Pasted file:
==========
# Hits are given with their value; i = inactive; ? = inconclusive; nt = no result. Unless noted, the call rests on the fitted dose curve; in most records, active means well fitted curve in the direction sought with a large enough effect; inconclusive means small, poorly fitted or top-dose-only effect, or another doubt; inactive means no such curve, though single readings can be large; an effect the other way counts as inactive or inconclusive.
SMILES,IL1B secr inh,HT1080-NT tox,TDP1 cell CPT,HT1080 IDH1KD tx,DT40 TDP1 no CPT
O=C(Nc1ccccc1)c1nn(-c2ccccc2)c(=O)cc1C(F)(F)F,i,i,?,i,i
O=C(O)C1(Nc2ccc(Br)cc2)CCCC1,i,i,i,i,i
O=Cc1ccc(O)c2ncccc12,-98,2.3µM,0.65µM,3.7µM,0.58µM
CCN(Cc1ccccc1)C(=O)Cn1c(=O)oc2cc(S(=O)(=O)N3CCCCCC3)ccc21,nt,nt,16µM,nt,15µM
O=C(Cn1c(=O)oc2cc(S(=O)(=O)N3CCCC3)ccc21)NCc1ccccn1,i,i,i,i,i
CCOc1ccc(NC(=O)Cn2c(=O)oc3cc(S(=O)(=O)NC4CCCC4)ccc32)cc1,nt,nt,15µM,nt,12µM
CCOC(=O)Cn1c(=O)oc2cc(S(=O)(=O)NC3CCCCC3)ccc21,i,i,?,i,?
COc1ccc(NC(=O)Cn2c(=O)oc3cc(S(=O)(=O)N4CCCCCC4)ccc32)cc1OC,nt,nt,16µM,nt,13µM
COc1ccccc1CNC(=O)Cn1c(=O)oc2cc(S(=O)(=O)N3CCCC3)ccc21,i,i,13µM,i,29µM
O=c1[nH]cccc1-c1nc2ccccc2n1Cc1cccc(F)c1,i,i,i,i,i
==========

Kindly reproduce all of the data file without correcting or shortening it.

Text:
# Hits are given with their value; i = inactive; ? = inconclusive; nt = no result. Unless noted, the call rests on the fitted dose curve; in most records, active means well fitted curve in the direction sought with a large enough effect; inconclusive means small, poorly fitted or top-dose-only effect, or another doubt; inactive means no such curve, though single readings can be large; an effect the other way counts as inactive or inconclusive.
SMILES,IL1B secr inh,HT1080-NT tox,TDP1 cell CPT,HT1080 IDH1KD tx,DT40 TDP1 no CPT
O=C(Nc1ccccc1)c1nn(-c2ccccc2)c(=O)cc1C(F)(F)F,i,i,?,i,i
O=C(O)C1(Nc2ccc(Br)cc2)CCCC1,i,i,i,i,i
O=Cc1ccc(O)c2ncccc12,-98,2.3µM,0.65µM,3.7µM,0.58µM
CCN(Cc1ccccc1)C(=O)Cn1c(=O)oc2cc(S(=O)(=O)N3CCCCCC3)ccc21,nt,nt,16µM,nt,15µM
O=C(Cn1c(=O)oc2cc(S(=O)(=O)N3CCCC3)ccc21)NCc1ccccn1,i,i,i,i,i
CCOc1ccc(NC(=O)Cn2c(=O)oc3cc(S(=O)(=O)NC4CCCC4)ccc32)cc1,nt,nt,15µM,nt,12µM
CCOC(=O)Cn1c(=O)oc2cc(S(=O)(=O)NC3CCCCC3)ccc21,i,i,?,i,?
COc1ccc(NC(=O)Cn2c(=O)oc3cc(S(=O)(=O)N4CCCCCC4)ccc32)cc1OC,nt,nt,16µM,nt,13µM
COc1ccccc1CNC(=O)Cn1c(=O)oc2cc(S(=O)(=O)N3CCCC3)ccc21,i,i,13µM,i,29µM
O=c1[nH]cccc1-c1nc2ccccc2n1Cc1cccc(F)c1,i,i,i,i,i